The Notorious B.I.G.
Duets: The Final Chapter
feni Shakur apparently thinks nothing of plundering her late son’s legacy whenever she wants a little spending money: “Mama needs a new Jag, baby, I’m’a call Suge and tell him to put out another record.” There have now been more 2Pac albums released posthumously than there were during his all-too-short, blazing supernova of a life. The same isn’t true of Violetta Wallace, the mother of the late Notorious B.I.G., the real king of New York. Seeing as how Life After Death was already on the release schedule when B.I.G. was murdered back in 1997, I don’t consider that one such a release, which makes 1999’s Born Again the only one until now. Duets: The Final Chapter is meant as the last word on the B.I.G. legacy, taking some of his classic rhymes and pairing them with new guests and new productions. Yes, the recycling is a little annoying, but you know what? The shit works.
Any album of this sort is largely gonna rise or fall on the quality of its producers, and this one’s got ‘em like you want (well, if you love commercial hip hop, at least). Biggie, of course, brings out the best in everyone, and here you’ve got A-listers like Swizz Beats (back on top with Beyoncé’s “Check On It”), Jazze Pha, Just Blaze, and Scott Storch firing up blazing joints. Jazze Pha contributes the first single, the sex rap “Nasty Girl” featuring Diddy, Nelly, Jagged Edge, and Avery Storm. The UK’s got the right idea—as of this writing, it’s B.I.G.’s first-ever #1 single there, while it languished on the US charts, not even cracking the top 20. Biggie’s sex raps were always great —there’s just something about hearing this big, ugly motherfucker talking nasty, and he’s got the charisma to pull it off. His verse from Life After Death’s “Nasty Boy,” mixed in with a sexy Jazze Pha club-bangin’ beat, a solid verse from Nelly (a pro at this shit) and some just-right choruses from Jagged Edge (Diddy’s verse, sadly, is what you’d expect, but doesn’t detract from the song overall), adds up to a song as hot as it should be.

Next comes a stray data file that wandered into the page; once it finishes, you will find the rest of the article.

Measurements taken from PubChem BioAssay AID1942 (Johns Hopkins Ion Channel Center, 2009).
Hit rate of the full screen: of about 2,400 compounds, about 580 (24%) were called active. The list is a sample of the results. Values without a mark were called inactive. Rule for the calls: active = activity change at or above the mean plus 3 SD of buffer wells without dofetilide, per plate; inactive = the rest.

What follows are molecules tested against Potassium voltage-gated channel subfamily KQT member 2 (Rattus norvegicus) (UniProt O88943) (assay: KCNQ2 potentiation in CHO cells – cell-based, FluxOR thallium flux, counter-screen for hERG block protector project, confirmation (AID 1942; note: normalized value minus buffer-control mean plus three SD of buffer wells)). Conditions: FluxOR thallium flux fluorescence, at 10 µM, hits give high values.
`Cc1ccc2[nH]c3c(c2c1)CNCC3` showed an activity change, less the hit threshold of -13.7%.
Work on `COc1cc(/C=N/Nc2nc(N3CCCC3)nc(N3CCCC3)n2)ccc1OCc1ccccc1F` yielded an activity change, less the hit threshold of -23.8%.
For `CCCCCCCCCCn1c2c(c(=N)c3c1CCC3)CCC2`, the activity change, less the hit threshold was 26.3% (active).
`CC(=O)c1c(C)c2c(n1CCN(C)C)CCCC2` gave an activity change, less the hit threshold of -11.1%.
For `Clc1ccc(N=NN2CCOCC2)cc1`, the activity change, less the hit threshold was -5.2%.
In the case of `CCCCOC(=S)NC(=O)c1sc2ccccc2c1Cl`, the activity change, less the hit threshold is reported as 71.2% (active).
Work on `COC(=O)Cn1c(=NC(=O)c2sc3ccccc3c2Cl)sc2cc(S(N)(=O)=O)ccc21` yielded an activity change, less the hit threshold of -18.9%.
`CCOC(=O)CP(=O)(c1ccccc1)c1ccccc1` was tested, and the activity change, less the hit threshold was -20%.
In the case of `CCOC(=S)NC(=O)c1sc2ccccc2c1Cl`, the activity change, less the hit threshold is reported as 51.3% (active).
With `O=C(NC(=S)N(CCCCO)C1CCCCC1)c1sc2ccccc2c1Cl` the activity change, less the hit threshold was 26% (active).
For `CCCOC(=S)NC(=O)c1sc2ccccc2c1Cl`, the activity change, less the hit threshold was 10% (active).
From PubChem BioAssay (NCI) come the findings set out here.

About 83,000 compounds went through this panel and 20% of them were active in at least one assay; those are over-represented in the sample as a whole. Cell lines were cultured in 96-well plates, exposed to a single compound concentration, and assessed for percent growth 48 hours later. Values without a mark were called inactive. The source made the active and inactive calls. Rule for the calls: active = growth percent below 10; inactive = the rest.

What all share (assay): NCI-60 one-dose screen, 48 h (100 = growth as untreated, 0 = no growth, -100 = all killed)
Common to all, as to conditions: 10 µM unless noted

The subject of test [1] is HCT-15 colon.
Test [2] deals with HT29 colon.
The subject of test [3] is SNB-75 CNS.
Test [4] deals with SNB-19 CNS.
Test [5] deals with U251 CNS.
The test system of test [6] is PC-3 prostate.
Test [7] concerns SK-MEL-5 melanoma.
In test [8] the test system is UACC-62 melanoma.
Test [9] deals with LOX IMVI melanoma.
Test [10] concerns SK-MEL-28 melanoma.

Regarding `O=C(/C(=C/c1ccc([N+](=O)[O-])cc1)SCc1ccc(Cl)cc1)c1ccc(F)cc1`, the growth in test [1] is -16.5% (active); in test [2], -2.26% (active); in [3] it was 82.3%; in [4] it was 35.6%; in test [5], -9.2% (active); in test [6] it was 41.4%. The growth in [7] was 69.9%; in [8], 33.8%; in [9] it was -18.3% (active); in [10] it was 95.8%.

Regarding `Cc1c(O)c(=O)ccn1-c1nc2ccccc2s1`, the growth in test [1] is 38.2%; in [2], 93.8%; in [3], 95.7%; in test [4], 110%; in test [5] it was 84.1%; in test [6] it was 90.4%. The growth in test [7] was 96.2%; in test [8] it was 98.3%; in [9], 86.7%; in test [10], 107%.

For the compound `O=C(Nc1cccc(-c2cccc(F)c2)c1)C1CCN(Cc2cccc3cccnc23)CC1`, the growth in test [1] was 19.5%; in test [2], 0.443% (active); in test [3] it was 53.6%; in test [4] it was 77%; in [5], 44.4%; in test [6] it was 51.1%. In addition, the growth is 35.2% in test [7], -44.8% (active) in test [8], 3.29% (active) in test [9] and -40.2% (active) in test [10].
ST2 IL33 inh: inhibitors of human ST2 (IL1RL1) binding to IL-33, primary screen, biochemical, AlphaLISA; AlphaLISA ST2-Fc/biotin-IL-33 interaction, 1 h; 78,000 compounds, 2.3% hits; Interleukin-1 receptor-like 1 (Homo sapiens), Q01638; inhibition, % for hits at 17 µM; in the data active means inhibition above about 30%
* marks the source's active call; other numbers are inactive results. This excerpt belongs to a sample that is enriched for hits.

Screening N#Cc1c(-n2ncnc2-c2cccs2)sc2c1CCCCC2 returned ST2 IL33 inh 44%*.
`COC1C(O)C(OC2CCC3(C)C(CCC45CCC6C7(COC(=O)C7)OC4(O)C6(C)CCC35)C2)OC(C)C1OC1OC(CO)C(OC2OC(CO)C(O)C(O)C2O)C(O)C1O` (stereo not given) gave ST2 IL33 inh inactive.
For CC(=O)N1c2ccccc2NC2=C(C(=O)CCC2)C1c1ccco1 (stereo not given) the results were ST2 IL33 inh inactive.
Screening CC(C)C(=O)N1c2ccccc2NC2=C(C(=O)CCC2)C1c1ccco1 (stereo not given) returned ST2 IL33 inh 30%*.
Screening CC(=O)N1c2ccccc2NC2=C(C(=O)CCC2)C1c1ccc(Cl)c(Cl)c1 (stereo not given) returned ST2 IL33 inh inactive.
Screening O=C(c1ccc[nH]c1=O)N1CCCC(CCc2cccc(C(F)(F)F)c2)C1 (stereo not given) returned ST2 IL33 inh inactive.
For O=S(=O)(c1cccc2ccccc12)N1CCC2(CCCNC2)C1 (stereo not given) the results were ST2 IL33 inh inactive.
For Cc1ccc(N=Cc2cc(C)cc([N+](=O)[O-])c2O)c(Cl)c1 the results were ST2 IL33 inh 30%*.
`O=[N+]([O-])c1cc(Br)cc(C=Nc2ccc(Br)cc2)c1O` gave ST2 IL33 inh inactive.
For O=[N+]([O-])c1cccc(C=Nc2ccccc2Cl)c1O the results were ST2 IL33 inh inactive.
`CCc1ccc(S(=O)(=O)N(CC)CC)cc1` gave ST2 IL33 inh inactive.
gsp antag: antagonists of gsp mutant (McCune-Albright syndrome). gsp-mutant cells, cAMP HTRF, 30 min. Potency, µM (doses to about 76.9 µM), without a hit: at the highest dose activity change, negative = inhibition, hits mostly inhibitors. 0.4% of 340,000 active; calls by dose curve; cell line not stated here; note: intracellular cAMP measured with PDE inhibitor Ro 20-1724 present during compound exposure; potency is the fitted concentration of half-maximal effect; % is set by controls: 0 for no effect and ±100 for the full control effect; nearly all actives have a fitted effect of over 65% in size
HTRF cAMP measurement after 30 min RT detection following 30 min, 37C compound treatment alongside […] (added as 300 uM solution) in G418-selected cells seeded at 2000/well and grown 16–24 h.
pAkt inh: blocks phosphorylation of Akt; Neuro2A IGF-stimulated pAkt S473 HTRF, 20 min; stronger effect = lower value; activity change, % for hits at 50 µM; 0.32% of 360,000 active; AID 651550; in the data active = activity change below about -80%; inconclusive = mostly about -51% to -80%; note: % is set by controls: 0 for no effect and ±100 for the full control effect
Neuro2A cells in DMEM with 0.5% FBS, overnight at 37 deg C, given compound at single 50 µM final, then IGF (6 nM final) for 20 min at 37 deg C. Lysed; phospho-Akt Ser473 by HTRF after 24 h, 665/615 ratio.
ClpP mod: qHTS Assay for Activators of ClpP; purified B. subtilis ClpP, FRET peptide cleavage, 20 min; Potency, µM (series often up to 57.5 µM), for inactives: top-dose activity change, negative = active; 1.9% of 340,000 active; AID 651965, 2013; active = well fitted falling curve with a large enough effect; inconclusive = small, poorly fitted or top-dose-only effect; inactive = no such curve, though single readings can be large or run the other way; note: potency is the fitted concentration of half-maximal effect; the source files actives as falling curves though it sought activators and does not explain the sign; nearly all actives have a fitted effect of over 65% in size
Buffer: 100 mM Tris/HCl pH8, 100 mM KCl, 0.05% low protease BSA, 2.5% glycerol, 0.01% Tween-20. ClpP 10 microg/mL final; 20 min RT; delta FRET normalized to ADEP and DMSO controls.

Biggie of course straddled the pop-street divide like no one—Jay-Z had to learn it from someone, y’know?—and that mix is kept intact here. He throws down with Jigga on “Whatchu Want,” and gets real grimy on back-alley tracks such as “I’m with Whateva” (featuring Lil’ Wayne, Juelz Santana, and Jim Jones, and handled expertly by Stevie J, who samples the theme from Halloween to fine effect) and “Beef” (featuring Mobb Deep, and produced by the group’s Havoc). “Hustler’s Story” starts off promisingly—Biggie rapping with Scarface, what’s not to like? But then Akon starts doing his murdered-chipmunk schtick and someone from Boyz N Da Hood who is not Young Jeezy dumps all over the spare, militaristic track. Much better is “Breakin’ Old Habits,” featuring hot verses from southern kingz T.I. and Slim Thug. No, this isn’t a great album. Korn? What?! And the much-touted Bob Marley collab, “Hold Ya Head,” commits the sin of sounding recycled. But as a trade-off, you get things like DJ Green Lantern helming “Mi Casa,” which features some delightfully nasty vocals from R. Kelly and Charlie Wilson. That’s a trade-off I’m happy to make. Duets: The Final Chapter is by no means B.I.G.’s musical last will and testament, but it’s a solid, final addition to his discography.